My association with Japan started long before I visited the country. When I was a 6th grader, I had the opportunity to have a pen pal. Our city was beginning a sister city program so I thought that would be a fun experience and signed up.
My pen pal was Nagisa Kawai and we wrote all through middle school and in to high school. During the summer before my Junior year, I was able to travel to Japan with our exchange program and finally got to meet my pen pal. I also had many other wonderful experiences of meeting new people and seeing beautiful sights, like climbing Mt. Fuji overnight and seeing Kabuki theatre in Tokyo.
For my high school graduation my parents shipped me off to Japan for the summer, at my request. My mom encouraged me to go because she said the opportunity to go oversees wouldn't happen much when I was married and had children. Travel was something that I had been longing to do and that experience further deepened my love for the country.
A few years later I decided that I wanted to go on a mission for my church. I could be sent pretty much anywhere in the world and the thought crossed my mind that I could be sent to Japan so I had my hopes up for that.
But, there is no guarantee of where you'll go and wishing is just that, wishing. You go where you are called. The only questions on my mission papers relating to areas of the world had to do with health and how confident I felt in learning another language if I had to do so. I studied 2 years of Spanish and lived with my native Spanish speaking mother so the language was familiar to me. I also had 2 years of Japanese but the language still wasn't that familiar.Long story short - I was called to Kobe, Japan for 18 months.
Two of those months were at the Missionary Training Center for an intensive study with many other missionaries and the rest was spent in two areas of Japan. The first was the large, port city of Kobe and the other was the little country town of Otsu.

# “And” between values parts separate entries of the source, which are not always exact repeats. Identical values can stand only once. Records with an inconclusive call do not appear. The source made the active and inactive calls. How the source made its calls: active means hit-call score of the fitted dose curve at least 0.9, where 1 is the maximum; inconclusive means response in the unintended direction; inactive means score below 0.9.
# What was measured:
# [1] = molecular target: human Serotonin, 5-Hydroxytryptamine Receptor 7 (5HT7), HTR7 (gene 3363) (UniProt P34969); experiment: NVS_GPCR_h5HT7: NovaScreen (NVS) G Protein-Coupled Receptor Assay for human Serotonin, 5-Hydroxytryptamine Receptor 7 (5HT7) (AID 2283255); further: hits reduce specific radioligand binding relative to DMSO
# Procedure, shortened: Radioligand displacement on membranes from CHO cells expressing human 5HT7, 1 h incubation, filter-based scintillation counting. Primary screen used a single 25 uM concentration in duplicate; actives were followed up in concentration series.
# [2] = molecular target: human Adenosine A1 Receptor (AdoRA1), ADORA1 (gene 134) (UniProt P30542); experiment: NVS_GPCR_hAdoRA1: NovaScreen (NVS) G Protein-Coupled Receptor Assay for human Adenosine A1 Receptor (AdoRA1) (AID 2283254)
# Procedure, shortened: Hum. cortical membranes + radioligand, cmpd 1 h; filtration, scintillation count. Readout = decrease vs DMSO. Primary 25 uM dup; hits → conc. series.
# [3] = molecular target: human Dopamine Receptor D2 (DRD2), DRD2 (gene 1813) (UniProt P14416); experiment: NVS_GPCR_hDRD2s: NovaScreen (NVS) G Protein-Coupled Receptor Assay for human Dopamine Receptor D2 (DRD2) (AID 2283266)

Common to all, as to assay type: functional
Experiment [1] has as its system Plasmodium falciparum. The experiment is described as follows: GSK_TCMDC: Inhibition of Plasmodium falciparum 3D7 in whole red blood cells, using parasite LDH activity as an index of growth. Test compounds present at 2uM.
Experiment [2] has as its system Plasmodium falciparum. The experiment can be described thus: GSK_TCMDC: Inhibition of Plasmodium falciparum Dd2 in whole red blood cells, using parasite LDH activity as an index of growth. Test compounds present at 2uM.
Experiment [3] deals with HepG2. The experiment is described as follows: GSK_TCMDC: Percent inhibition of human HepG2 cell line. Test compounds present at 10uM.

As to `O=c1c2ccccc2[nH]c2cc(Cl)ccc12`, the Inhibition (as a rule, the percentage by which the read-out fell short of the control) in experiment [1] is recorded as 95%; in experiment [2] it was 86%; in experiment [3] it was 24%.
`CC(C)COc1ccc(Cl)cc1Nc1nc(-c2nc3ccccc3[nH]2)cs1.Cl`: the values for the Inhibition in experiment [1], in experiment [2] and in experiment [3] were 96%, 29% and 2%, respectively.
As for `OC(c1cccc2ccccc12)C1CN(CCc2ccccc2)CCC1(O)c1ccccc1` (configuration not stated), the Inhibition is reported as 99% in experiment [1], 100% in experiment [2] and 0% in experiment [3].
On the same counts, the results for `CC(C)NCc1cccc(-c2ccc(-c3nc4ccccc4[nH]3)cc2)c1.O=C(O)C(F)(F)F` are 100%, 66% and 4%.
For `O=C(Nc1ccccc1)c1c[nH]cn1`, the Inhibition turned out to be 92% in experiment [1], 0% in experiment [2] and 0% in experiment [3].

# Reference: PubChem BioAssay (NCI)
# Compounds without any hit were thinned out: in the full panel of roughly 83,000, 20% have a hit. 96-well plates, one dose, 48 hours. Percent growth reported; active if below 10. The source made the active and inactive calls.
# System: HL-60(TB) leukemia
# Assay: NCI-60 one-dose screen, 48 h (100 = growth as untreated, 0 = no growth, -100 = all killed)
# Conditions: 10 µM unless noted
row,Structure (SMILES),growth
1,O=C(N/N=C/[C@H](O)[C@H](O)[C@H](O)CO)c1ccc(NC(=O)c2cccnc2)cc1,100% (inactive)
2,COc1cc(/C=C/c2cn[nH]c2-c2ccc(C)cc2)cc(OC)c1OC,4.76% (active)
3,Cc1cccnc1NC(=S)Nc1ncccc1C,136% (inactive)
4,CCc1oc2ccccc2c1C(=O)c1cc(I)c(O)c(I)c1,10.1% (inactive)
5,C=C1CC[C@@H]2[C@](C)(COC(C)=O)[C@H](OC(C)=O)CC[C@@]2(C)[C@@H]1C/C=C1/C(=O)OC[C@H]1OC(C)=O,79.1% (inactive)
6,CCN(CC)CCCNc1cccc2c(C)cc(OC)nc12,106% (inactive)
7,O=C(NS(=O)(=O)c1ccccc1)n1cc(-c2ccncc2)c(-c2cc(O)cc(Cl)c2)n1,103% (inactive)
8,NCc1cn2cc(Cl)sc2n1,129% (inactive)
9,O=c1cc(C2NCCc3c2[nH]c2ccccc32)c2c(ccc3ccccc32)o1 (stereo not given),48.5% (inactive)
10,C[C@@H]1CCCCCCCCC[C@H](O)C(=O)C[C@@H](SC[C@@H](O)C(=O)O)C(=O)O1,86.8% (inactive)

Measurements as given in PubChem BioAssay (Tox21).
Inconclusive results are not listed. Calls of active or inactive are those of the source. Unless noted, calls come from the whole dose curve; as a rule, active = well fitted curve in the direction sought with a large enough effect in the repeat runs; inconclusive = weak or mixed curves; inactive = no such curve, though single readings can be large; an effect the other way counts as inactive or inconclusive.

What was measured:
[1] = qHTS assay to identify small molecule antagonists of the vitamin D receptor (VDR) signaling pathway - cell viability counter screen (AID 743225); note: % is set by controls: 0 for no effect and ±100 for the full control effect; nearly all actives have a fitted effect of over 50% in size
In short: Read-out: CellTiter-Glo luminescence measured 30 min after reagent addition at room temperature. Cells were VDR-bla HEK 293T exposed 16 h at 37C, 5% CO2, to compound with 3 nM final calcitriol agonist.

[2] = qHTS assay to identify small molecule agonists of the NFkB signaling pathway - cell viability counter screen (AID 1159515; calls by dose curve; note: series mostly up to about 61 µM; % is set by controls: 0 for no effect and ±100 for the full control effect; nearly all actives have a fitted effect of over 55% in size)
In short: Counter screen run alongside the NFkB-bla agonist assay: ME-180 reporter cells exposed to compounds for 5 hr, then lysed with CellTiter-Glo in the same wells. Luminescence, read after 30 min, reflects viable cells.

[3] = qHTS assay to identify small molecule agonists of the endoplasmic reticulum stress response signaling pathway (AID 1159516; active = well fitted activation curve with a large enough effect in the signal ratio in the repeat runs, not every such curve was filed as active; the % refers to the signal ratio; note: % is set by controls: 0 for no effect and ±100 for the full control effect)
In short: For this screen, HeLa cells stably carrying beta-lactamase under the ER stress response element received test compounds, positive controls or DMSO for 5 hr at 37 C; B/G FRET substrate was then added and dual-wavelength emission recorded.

Pounding scalding hot rice into mochi. Mochi is tasty!
I could see train attendants in white gloves pushing the last person into the train so the doors could close, groups of college students laughing outside the record store, babies in strollers eating a snack of sushi rice and getting it all over their sweet faces and a local festival in the street where we would grab a fan and join their traditional dance. But most of all, I could see a polite people so often welcoming me into their homes and telling me they were so honored that someone would want to learn their language and culture. I told them it was my honor.
So it is with great sadness to see the devastation, panic and stress upon their faces. It is my hope that the rescue efforts keep finding some happy endings and when they don't, which is the inevitable, they will know there are people all over the world pulling for them.
Because in the grand scheme of things, we are not that much different.